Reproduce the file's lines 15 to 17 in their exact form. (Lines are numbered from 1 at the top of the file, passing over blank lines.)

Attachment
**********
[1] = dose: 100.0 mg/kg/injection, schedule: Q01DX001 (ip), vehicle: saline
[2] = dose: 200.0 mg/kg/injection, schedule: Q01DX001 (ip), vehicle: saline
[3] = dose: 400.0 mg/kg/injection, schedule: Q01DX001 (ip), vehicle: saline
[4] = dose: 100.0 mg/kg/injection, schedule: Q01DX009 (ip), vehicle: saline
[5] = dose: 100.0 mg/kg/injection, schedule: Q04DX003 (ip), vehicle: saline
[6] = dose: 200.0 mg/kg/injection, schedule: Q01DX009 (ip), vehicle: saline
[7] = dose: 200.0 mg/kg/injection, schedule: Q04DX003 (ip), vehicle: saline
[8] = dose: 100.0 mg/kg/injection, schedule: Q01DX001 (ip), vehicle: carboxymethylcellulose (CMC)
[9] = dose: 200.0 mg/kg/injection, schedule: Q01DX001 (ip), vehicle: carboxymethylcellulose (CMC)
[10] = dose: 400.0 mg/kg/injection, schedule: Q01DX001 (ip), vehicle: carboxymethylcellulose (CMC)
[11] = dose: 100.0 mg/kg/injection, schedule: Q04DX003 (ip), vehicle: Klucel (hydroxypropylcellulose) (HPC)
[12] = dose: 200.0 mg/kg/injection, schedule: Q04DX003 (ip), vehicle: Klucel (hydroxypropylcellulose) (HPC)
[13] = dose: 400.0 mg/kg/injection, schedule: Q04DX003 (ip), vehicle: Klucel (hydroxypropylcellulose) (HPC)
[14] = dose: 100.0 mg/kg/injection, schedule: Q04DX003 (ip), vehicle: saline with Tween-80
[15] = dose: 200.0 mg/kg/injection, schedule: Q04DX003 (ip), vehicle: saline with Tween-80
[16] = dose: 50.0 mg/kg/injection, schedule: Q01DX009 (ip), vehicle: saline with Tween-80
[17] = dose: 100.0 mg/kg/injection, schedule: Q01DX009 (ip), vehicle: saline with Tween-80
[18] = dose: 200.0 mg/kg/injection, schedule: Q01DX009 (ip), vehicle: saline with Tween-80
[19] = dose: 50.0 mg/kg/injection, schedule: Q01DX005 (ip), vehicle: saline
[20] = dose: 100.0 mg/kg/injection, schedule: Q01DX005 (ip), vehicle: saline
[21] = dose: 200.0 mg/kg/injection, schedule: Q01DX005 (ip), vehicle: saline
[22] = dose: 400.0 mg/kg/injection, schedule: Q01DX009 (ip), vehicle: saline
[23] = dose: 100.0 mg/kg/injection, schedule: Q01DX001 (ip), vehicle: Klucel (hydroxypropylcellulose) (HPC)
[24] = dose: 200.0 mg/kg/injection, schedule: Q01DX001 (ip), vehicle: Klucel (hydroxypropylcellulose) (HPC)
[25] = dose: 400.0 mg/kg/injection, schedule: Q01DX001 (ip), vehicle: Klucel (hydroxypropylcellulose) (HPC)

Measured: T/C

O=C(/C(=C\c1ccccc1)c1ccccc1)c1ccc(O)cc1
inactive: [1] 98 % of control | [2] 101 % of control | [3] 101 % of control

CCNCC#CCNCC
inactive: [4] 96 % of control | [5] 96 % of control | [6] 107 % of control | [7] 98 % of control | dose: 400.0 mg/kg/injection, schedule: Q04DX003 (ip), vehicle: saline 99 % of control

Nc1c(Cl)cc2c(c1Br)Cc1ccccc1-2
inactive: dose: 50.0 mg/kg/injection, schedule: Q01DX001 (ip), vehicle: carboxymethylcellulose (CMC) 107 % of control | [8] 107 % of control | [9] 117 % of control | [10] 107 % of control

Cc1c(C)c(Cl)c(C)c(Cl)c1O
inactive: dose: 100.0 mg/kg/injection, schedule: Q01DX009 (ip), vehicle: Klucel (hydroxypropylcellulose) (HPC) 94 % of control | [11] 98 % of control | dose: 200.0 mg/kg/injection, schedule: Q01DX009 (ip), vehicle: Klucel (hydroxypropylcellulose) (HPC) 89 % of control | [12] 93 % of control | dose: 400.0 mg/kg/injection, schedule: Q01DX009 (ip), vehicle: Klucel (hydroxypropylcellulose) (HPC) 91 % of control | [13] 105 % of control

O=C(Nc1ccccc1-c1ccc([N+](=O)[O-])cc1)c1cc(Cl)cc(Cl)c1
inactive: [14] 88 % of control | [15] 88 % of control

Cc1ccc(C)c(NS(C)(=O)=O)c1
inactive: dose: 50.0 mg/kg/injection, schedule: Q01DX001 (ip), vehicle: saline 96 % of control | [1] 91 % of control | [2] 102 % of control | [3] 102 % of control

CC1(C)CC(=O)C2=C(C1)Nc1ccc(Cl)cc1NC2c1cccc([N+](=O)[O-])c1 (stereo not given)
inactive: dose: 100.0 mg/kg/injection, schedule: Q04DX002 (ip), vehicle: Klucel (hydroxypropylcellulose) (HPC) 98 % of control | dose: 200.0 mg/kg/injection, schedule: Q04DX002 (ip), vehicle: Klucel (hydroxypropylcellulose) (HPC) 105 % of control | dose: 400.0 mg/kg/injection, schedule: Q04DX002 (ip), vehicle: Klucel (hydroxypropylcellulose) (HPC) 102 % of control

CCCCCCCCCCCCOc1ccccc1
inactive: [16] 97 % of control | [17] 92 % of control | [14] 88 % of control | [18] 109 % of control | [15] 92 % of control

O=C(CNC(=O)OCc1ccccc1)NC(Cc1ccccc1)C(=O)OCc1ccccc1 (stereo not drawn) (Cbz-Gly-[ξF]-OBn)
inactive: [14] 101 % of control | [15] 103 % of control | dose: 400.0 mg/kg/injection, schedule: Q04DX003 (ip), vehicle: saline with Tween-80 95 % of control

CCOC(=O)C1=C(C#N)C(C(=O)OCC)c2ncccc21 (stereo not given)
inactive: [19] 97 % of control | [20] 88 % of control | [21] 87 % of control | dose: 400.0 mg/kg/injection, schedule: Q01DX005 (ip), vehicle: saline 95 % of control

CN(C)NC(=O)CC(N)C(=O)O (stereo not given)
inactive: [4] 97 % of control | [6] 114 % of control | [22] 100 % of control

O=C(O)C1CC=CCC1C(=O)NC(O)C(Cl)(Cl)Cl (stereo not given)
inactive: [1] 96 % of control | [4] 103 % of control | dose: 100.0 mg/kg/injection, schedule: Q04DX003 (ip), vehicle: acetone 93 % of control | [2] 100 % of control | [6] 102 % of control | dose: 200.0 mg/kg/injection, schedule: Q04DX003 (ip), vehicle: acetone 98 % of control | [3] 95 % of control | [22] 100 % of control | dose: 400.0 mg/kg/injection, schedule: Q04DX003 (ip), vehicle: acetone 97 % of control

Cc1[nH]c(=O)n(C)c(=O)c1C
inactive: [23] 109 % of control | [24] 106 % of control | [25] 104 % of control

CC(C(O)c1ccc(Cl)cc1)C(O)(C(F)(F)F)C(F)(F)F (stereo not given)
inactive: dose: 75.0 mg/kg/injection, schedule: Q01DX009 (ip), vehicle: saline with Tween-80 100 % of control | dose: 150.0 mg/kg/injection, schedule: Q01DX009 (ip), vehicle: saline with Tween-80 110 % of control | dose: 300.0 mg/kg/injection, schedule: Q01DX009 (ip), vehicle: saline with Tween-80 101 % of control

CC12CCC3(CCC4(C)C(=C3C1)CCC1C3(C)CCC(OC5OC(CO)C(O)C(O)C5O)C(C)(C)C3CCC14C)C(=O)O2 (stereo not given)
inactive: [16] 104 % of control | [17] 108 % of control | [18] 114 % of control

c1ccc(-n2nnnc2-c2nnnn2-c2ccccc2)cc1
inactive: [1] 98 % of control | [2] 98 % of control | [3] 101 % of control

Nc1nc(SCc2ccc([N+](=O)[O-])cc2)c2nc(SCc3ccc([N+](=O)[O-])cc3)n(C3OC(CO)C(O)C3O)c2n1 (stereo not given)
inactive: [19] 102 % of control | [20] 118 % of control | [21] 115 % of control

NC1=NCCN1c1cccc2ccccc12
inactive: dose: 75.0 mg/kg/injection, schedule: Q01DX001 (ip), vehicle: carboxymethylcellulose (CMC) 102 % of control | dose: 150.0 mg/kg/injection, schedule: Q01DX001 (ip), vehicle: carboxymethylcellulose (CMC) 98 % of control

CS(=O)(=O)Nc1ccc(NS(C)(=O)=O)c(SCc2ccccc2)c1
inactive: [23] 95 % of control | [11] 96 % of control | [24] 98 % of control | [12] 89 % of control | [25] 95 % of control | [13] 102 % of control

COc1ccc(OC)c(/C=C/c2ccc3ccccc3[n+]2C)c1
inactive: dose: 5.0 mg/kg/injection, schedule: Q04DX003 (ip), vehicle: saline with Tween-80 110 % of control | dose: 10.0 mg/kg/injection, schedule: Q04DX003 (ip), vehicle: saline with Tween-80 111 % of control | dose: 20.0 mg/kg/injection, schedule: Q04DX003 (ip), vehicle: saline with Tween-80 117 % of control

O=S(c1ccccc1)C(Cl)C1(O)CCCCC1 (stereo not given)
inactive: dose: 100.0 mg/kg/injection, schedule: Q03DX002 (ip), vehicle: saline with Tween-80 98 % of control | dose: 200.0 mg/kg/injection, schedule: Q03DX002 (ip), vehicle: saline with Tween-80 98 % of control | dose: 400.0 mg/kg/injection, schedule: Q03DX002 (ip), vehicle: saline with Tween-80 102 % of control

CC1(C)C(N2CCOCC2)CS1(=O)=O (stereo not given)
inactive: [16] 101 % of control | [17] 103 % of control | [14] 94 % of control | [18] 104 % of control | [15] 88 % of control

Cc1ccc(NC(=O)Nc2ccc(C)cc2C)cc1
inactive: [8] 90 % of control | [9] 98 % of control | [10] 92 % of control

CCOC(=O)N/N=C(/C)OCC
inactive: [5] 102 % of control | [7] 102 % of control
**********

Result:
[15] = dose: 200.0 mg/kg/injection, schedule: Q04DX003 (ip), vehicle: saline with Tween-80
[16] = dose: 50.0 mg/kg/injection, schedule: Q01DX009 (ip), vehicle: saline with Tween-80
[17] = dose: 100.0 mg/kg/injection, schedule: Q01DX009 (ip), vehicle: saline with Tween-80